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My whole life, I have struggled to keep a diary. It seemed too scary of an idea, to have all my vulnerabilities projected into cursive on a lined sheet of paper. When I was younger, I wasn’t able to do the work of being honest that having a diary requires, not even to myself out of fear that I wouldn’t like what I saw. But now that I have the self-esteem and self-awareness, I love writing in my diary and I love it even more when I can read what I have written and feel warmth. I can see the progression of a story where I am the protagonist of something, even if it is my own diary. Now, my diary has taped-in pictures, screenshots from text messages, and lines of my own handwriting documenting my life as I see it, a progression toward all the unknown lines that have yet to be filled in with tears and laughter and change and returns.

And in my diary, there are, of course, intimate things. My reflection on death, morality, religion, and, unsurprisingly, love are in my diary. When I fell in love for the first time, I wrote it down. The story went day by day in all of my diary entries. It was prior to leaving for Cuba my junior year, when I tried to make clear to a friend (let’s call her Augusta) that I wanted a pre-study abroad fling, but it kind of just turned into us hanging out more. Over the next year, with all the talking, effort, and vulnerability, I think I fell in love with her. Of course, I didn’t know this until I blurted it out in a CPS session.

I admitted to her that I had romantic feelings for her and nothing came of it, but I didn’t tell her I was in love with her. It was inconsequential because at that time I began to realize I didn’t want to be in love. There’s too much stress that comes with being in love, but for a while I thought maybe I could handle it and still be close with Augusta.

The moment I realized that I actually couldn’t handle the stress of being in love happened while eating with another friend who loved me—let’s call him Washington.

I realized there are just so many emotional and social tools that I don’t yet have to be in love, because to me, love requires being able to care for both yourself and others. I realized I couldn’t stay with anyone. I realized that to stay with Washington would be cruel and, that to stay with Augusta, who I loved, would be cruel to myself. Not soon after, I wrote down in my diary my intentions to leave both situations, because my goals are to do well in my classes and to balance that with my job. Love was an extracurricular that I didn’t have time for. Especially when it was so difficult for me.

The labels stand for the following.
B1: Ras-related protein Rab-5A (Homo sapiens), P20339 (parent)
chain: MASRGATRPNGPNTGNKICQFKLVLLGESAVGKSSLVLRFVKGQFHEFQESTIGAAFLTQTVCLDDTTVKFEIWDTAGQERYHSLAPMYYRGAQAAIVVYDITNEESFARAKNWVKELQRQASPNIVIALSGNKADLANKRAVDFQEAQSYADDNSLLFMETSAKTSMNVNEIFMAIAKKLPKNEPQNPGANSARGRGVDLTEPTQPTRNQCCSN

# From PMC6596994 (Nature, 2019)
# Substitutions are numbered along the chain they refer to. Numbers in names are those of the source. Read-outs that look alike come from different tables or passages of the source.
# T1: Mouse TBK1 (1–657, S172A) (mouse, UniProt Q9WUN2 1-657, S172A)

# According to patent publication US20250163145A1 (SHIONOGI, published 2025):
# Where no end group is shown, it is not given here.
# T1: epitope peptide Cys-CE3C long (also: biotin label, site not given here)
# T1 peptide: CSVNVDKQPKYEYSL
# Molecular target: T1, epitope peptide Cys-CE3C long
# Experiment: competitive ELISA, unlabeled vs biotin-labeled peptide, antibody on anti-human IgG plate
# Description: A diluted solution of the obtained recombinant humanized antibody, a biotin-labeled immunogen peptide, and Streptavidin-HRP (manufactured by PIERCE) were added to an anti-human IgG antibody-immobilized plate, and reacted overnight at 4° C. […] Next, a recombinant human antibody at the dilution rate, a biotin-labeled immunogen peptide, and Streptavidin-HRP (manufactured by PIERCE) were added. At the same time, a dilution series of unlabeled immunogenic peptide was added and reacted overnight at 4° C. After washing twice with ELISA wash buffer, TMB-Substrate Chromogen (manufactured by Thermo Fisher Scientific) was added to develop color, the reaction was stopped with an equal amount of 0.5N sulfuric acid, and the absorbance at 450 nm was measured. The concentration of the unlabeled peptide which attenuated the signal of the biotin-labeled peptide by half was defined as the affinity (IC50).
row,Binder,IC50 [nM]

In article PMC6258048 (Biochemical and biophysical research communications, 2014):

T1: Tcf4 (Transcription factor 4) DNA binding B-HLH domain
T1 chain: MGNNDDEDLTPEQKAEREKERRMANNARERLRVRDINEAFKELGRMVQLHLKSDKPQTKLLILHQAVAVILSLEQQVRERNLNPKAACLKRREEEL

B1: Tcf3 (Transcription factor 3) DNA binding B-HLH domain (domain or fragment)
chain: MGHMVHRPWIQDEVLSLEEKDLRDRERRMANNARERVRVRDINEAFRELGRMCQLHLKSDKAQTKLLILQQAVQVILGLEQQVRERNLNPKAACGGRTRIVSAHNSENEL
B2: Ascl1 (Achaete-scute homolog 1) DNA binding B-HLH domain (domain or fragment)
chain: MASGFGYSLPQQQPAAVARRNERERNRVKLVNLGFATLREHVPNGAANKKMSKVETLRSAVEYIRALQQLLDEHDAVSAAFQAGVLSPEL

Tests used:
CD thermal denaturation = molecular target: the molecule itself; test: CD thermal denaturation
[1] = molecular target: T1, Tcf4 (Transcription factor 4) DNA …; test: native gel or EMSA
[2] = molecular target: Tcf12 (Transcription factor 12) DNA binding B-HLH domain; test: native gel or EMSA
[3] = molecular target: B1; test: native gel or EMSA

I set out to tell both of them that I needed space and time. I said that in contrast to all the promises that I had made, saying that I wouldn’t leave them, I was going to be doing just that, unsure if I would ever come back.

I don’t like leaving, but I have left before, always situations where I felt like staying weren’t sustainable at the moment. And to be honest, I was kind of pissed because instead of continuing to cultivate the vulnerability we had between us, I felt like a stranger. It made me question what exactly our friendship had been based on.

That evening, I walked into the darkness away from the person I am in love with, and figuratively away from another friend who loved me, because these were steps away from something I don’t yet have the space for. I don’t have the space for love right now, not in my life and not in my diary. And I’m sure that one day, the love that I have with someone will fill up countless books, countless nights, countless houses, and I will be the protagonist in a diary other than my own, but right now it was too cruel for me to stay, too indulgent for me to willingly ignore the stress love has caused me.

When my Cuban host-mom, Maria, calls and she asks, “¿Todavía, buscas un novio?” I just laugh and tell her no, that I’m exhausted. She tells me to wish her luck in finding a boyfriend to pass the days in Havana. And when she asks me that, I always do, because I hope that in her 70s she has more space in her life and her diary for love than I do right now; even though she has lived through tears, laughter, change, revolutions, and death, she still finds the space to look for love again. That makes me happy. I truly hope that she finds what she’s looking for and I hope I find the passion to look for it again, one day in the future, when I’m sure that my diary and I can handle it.

Sabina Jones is a senior at Columbia College majoring in English & Hispanic studies.This is her final column for the semester. Please contact her with any comments, concerns, or questions you had about her column Transatlantic Trade, at

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